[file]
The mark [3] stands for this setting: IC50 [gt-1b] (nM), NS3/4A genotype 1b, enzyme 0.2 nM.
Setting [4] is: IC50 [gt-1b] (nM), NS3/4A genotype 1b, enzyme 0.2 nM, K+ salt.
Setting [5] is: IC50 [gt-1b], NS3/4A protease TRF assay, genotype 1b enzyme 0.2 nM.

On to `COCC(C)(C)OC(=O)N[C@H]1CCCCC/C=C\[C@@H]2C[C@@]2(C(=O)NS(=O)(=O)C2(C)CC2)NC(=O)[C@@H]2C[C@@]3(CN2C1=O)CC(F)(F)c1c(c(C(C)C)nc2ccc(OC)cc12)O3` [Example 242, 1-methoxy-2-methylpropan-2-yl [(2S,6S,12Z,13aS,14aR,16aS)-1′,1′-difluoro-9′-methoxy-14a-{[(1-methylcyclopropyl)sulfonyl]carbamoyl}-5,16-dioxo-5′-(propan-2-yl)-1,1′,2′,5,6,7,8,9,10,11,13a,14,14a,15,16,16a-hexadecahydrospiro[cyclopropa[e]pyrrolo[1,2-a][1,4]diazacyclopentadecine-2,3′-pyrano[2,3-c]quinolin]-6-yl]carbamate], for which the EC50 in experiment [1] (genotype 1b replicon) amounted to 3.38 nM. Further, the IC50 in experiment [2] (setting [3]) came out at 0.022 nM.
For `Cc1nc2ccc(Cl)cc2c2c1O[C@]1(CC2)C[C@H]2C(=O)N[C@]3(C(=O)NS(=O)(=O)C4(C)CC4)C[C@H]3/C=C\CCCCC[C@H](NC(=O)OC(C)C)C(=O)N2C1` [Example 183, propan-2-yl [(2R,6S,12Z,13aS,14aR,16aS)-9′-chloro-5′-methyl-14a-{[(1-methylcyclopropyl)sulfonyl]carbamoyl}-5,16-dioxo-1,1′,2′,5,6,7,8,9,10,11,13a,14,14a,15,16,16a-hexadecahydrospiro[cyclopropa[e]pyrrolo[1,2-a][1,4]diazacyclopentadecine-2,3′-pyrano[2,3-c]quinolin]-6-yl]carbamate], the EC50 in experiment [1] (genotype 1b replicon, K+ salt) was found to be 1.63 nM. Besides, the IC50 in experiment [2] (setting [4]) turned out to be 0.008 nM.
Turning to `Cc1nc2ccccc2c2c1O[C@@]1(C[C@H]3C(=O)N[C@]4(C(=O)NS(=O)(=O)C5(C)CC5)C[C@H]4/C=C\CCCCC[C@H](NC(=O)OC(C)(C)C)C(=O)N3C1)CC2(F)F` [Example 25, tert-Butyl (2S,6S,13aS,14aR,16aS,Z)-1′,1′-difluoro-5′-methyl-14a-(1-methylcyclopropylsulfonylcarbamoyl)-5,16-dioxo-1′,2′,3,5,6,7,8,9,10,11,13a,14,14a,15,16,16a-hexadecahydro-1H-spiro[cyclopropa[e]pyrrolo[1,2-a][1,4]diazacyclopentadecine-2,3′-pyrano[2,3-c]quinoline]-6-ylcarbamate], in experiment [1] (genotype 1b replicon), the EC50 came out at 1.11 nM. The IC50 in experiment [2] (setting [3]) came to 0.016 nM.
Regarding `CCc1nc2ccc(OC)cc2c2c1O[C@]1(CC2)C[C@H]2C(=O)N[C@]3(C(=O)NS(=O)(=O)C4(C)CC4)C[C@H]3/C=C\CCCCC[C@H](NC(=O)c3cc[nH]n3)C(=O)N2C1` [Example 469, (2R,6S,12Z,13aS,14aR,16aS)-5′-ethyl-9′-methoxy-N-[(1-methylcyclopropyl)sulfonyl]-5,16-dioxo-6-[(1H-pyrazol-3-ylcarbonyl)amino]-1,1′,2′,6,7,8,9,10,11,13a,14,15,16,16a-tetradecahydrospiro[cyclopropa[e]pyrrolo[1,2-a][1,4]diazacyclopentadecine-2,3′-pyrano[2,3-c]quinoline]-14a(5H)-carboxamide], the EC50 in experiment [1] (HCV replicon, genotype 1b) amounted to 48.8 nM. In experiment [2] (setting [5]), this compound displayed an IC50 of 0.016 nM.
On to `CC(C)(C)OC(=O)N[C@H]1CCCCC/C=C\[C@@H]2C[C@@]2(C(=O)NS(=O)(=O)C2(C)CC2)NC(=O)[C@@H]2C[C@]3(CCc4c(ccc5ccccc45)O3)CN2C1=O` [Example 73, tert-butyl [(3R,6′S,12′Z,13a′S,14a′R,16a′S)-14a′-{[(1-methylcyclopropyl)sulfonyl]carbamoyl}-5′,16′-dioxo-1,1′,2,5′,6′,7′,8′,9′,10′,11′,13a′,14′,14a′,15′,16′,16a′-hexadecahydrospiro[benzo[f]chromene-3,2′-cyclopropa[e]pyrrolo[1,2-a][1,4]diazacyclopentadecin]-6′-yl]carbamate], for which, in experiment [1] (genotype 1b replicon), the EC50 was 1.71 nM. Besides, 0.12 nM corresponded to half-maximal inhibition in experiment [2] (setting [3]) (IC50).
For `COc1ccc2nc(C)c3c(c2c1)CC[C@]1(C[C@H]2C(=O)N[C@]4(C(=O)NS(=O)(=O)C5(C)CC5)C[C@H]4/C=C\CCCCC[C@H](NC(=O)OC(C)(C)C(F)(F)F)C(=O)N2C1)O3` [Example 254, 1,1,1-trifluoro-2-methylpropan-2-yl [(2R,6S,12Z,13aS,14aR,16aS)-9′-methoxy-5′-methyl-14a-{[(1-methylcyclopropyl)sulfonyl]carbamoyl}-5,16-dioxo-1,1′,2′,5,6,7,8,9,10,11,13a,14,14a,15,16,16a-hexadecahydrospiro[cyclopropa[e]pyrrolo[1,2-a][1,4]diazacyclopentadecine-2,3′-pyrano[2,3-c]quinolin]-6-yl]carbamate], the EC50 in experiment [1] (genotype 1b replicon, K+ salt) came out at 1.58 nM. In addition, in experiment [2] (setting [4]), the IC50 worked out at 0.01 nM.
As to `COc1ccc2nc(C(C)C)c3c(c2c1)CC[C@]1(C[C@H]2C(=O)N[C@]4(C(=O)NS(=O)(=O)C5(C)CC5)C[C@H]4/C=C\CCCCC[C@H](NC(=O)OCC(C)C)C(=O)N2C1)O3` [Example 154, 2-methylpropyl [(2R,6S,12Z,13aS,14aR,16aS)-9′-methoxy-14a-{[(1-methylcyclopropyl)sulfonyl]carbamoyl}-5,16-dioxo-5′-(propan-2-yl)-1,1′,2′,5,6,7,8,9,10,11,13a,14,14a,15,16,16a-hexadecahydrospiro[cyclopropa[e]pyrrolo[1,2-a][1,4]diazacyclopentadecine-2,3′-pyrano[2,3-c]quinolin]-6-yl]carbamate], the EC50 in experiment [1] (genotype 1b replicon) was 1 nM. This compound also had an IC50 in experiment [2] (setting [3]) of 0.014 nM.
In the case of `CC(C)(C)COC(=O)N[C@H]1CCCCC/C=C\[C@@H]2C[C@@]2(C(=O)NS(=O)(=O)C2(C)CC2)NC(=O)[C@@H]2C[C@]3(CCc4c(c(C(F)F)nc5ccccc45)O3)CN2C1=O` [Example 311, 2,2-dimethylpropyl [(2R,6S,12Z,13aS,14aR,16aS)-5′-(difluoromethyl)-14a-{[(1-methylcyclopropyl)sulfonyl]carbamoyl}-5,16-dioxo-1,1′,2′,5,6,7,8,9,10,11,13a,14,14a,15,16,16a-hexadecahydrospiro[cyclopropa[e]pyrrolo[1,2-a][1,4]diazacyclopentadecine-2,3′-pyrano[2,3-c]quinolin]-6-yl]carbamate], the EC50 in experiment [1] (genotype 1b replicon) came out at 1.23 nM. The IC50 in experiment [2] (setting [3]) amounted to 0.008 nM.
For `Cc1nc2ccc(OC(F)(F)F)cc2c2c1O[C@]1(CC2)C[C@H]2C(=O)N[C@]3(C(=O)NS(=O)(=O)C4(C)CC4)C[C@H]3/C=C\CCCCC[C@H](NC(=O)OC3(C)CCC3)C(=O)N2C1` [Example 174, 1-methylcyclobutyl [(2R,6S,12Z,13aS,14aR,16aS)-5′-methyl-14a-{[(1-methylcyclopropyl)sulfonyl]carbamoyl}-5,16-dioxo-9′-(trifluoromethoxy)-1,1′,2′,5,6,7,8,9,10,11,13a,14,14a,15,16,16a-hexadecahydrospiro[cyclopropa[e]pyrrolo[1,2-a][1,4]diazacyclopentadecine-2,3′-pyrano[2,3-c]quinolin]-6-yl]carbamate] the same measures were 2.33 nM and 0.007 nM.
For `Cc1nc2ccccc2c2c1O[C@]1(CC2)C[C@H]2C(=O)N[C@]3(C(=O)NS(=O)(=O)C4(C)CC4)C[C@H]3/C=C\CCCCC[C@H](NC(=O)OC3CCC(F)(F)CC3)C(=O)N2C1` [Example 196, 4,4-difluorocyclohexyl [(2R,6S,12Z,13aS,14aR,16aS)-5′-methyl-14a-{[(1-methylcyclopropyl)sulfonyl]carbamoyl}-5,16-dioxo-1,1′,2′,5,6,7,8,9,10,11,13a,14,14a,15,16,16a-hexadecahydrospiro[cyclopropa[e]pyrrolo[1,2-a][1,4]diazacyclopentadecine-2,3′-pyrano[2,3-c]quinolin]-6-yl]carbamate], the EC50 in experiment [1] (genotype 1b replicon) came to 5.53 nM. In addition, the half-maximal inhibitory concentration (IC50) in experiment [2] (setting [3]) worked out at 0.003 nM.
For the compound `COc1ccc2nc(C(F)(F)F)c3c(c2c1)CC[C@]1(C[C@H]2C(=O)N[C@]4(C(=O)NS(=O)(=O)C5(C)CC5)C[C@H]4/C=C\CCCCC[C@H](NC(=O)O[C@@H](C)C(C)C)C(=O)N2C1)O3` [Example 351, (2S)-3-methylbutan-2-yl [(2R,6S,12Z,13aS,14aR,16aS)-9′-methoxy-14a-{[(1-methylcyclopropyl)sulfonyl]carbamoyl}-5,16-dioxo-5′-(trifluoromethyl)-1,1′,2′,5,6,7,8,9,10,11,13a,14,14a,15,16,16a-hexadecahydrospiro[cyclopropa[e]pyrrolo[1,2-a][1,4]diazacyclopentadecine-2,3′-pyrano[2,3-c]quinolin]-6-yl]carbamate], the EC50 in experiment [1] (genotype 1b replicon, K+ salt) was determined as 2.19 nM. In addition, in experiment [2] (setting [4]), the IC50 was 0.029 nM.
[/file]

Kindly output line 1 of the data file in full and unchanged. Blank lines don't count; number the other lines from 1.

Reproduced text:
The mark [3] stands for this setting: IC50 [gt-1b] (nM), NS3/4A genotype 1b, enzyme 0.2 nM.